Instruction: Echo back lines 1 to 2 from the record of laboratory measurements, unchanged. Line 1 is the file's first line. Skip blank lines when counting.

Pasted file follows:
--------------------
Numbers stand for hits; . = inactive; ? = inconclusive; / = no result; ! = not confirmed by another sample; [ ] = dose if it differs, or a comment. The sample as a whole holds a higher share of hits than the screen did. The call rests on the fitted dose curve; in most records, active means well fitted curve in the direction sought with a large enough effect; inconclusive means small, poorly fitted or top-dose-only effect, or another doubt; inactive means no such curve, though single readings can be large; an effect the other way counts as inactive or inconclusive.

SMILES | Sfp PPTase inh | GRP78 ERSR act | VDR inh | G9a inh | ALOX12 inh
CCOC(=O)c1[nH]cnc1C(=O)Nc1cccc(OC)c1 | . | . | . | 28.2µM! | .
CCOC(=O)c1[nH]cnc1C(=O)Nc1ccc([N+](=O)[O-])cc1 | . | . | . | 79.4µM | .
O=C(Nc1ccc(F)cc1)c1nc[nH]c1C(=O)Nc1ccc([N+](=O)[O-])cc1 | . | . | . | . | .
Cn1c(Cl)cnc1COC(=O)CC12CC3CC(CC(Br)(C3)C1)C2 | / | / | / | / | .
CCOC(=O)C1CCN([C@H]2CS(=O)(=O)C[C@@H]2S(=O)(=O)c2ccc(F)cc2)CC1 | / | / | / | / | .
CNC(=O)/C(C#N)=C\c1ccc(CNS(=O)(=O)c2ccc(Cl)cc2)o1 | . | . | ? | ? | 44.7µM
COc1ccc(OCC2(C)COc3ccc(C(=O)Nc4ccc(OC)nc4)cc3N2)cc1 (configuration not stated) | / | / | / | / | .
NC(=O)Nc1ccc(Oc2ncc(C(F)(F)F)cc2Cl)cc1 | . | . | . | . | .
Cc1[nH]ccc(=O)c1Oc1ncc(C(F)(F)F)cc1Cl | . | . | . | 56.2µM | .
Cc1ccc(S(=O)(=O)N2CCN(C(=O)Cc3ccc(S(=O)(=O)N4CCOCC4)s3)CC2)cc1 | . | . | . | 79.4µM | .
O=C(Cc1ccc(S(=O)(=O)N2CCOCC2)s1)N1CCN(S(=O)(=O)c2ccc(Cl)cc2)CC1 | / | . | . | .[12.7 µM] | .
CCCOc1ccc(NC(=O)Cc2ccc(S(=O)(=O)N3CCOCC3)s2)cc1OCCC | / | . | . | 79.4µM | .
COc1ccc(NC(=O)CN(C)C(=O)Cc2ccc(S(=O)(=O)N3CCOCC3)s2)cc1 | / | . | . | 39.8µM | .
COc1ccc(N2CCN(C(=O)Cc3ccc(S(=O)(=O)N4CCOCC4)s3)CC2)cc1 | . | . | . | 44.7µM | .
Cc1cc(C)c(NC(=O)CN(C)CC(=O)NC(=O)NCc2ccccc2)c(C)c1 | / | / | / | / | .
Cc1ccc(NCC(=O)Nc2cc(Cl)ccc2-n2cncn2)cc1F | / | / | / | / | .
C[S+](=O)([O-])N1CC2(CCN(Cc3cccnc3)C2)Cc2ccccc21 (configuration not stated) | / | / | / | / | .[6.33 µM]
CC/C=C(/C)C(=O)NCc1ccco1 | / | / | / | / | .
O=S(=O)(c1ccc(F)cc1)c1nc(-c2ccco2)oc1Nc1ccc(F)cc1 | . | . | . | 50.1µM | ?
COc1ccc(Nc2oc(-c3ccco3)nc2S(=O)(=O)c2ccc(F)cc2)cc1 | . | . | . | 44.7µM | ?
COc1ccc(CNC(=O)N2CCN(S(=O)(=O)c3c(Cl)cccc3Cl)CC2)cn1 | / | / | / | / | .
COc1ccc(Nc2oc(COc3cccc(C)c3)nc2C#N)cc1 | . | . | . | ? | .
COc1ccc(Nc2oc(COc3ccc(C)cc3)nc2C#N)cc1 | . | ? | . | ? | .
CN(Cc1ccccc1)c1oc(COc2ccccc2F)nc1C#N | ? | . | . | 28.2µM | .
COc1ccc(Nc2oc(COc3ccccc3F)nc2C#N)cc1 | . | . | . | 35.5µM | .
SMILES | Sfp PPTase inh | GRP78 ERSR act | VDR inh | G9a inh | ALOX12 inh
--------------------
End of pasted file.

Numbers stand for hits; . = inactive; ? = inconclusive; / = no result; ! = not confirmed by another sample; [ ] = dose if it differs, or a comment. The sample as a whole holds a higher share of hits than the screen did. The call rests on the fitted dose curve; in most records, active means well fitted curve in the direction sought with a large enough effect; inconclusive means small, poorly fitted or top-dose-only effect, or another doubt; inactive means no such curve, though single readings can be large; an effect the other way counts as inactive or inconclusive.

SMILES | Sfp PPTase inh | GRP78 ERSR act | VDR inh | G9a inh | ALOX12 inh